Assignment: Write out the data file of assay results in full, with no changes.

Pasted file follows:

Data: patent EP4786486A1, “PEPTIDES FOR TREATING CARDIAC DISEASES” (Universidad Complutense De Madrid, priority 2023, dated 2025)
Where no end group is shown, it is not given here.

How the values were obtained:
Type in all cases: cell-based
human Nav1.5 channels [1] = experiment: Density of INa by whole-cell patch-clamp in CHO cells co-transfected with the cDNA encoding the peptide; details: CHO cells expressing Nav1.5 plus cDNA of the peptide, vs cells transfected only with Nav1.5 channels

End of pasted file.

Data: patent EP4786486A1, “PEPTIDES FOR TREATING CARDIAC DISEASES” (Universidad Complutense De Madrid, priority 2023, dated 2025)
Where no end group is shown, it is not given here.

How the values were obtained:
Type in all cases: cell-based
human Nav1.5 channels [1] = experiment: Density of INa by whole-cell patch-clamp in CHO cells co-transfected with the cDNA encoding the peptide; details: CHO cells expressing Nav1.5 plus cDNA of the peptide, vs cells transfected only with Nav1.5 channels